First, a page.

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It’s not all written in just one style of literature.Genre /'ʒɑ(n).rə/ n. Type or category of literature, characterized by similarities in form, style, and subject matter.Our word genre originates from the Old French word gendre/“gender.” ’Cause while men and women are both human, we’ve still got some important, distinctive differences. (Not as many as our culture dictates, but still.)There are many types of literature. Stop by the local public library, and you’ll notice how the books tend to be lumped into categories so we can find them easier. Whether your library uses the Dewey system or the Library of Congress system, you’ll notice the gardening books are on one shelf, the photography books on another, the legal books on another, the biographies on another.Now when the average person picks up a bible, they assume they’re picking up one category of literature: Non-fiction religious instruction. After all, that’s where we’ll find bibles in the library.Thing is, the bible’s an an…

“The gates of hell”: Just how won’t they prevail?

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Lots of weird pop culture interpretations of this one. Typically they’re wrong.Matthew 16.18Jesus once asked his students who they thought he was. Simon Peter, his best student, correctly identified Jesus as Messiah and Son of God. Mt 16.16(Since we Christians recognize Jesus is the Father’s only-begotten son, Jn 1.18 we tend to read that into it, rather than recognize “Son of God” as one of Messiah’s titles. In historical context it’s not what Peter meant. But I digress.)In response Jesus pointed out how awesome this was (KJV “blessed”) because Peter hadn't just deduced it; this was a case of supernatural discernment, or special revelation. The Father had personally revealed this to Peter. Mt 16.17 Which is kinda awesome.Then Jesus said this:Matthew 16.18 KJVAnd I say also unto thee, That thou art Peter, and upon this rock I will build my church; and the gates of hell shall not prevail against it.The words Jesus used were pýlaiádu/“hades’s gates.” Latin turned this into portae in…

The poor you will always have with you. So screw ’em.

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Matthew 26.11.It’s kinda obvious when people quote the following verse out of context: They always drop the second part of the sentence. ’Cause the context is found in that part.Matthew 26.11 KJVFor ye have the poor always with you; but me ye have not always.Although I have often heard plenty of Christianists quote this verse in its entirety, just to make it look like they’re quoting it in context… then quickly say, “And the part I wanna focus on are those words ‘Ye have the poor always with you,’ and never mention the other clause again. It’ll only get in their way.The point they wanna make with it? They wanna justify doing nothing for the poor.Because there are poor people in the world. Somebody wants to help them. Give to them. Create jobs for them. Create charities to help them. Create social programs to take care of them. Enlist their aid, whether through private donations or tax dollars… and they don’t wanna help.Now how does a Christian, the recipient of God’s infinite grace, w…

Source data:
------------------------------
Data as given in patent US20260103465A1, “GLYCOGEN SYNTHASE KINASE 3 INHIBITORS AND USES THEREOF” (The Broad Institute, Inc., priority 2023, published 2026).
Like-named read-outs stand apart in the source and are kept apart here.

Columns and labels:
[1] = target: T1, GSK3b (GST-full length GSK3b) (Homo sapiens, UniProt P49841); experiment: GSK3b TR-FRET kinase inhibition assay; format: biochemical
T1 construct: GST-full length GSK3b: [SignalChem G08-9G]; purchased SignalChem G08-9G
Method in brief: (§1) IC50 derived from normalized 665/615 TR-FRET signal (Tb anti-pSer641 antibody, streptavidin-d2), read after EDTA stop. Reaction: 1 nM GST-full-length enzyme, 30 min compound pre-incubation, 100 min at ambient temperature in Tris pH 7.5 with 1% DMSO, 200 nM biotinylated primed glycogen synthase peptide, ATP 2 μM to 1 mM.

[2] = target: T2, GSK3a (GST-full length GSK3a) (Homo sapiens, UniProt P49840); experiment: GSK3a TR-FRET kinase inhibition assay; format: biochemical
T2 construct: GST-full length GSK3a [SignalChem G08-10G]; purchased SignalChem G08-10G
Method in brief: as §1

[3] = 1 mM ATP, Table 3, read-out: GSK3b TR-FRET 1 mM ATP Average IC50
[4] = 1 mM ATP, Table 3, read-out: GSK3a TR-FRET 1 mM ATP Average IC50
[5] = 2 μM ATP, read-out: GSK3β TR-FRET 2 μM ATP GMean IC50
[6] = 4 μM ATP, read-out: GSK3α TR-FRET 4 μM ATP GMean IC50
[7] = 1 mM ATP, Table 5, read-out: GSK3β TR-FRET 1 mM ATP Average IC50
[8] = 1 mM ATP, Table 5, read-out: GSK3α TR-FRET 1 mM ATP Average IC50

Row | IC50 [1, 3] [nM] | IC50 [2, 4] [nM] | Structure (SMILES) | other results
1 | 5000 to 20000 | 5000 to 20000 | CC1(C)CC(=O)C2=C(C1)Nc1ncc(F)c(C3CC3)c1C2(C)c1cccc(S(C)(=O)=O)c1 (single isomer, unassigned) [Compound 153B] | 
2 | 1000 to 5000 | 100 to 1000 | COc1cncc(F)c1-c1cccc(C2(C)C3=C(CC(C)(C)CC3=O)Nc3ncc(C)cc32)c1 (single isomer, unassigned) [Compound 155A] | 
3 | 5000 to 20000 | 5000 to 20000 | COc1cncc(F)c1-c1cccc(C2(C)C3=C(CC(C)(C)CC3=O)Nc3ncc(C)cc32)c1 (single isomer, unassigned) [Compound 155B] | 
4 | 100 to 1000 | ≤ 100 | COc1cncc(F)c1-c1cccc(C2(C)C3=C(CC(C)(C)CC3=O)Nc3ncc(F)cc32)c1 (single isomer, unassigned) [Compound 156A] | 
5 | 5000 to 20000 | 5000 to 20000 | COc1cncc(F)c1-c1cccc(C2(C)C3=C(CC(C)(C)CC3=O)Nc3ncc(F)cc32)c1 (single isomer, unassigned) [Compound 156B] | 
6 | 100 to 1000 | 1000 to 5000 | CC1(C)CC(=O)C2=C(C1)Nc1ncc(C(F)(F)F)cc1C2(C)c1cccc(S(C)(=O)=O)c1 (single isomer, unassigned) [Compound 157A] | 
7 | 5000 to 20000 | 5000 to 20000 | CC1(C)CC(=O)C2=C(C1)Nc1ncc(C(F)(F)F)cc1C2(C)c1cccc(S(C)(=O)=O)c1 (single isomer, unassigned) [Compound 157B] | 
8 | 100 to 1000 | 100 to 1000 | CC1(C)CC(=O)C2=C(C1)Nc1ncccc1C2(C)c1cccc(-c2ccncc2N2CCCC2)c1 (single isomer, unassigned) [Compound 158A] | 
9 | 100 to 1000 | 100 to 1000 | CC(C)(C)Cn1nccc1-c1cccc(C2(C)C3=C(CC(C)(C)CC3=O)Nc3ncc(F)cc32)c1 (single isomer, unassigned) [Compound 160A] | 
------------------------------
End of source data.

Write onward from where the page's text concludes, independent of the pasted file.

God’s grace is sufficient: What we mean, what Paul meant.

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We use “sufficient” to mean God’s salvation or provision. Paul meant neither of those things.2 Corinthians 12.9One really good example of an out-of-context bible phrase is the idea God’s grace is sufficient. Sometimes phrased, “Your grace is enough for me,” or “His grace is sufficient” or if you wanna put the words in God’s mouth, “My grace is sufficient for thee.” People don’t even quote the entire verse; just the “grace is sufficient” bit.And when we quote it, we mean one of two things.Most of the time it’s used to state God’s grace is sufficient for salvation. It’s a reminder we humans can’t save ourselves from sin and death, no matter how many good deeds we do; and that’s fine ’cause God does all the saving. He applies Jesus’s atonement to our sins, takes care of it, forgives us utterly; all we need is God’s grace. It’s sufficient. It does the job.Great is your faithfulness oh GodYou wrestle with the sinner’s heartYou lead us by still waters into mercyAnd nothing can keep us apart…

Prophetic interpretation: “God told me it means this!”

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Sometimes the Spirit explains his scriptures. Other times prophets just don’t wanna do their homework.I’m writing this article under the Prophecy category, but I should warn you: It’s not just prophets, wannabe prophets, and fake prophets who try to pull this stunt. Y’know where I first encountered it? Among cessationists, of all people.Yep. All of ’em figure they have the very same Holy Spirit as the authors of scripture. Which they should, if they’re Christians. Since the Spirit inspired the scriptures, the Spirit should also be able to clue us in on what the scriptures mean.Cessationists claim God doesn’t prophetically talk to people anymore. So what’s the point of ’em having the Holy Spirit? Well, they think he’s here for only two reasons:Confirm we’re going to heaven. Ep 1.13-14Illuminate the scriptures.Illuminate means “light up,” and depending on how much the cessationist will permit the Holy Spirit to do, they figure either he lights them up so they can understand the scriptur…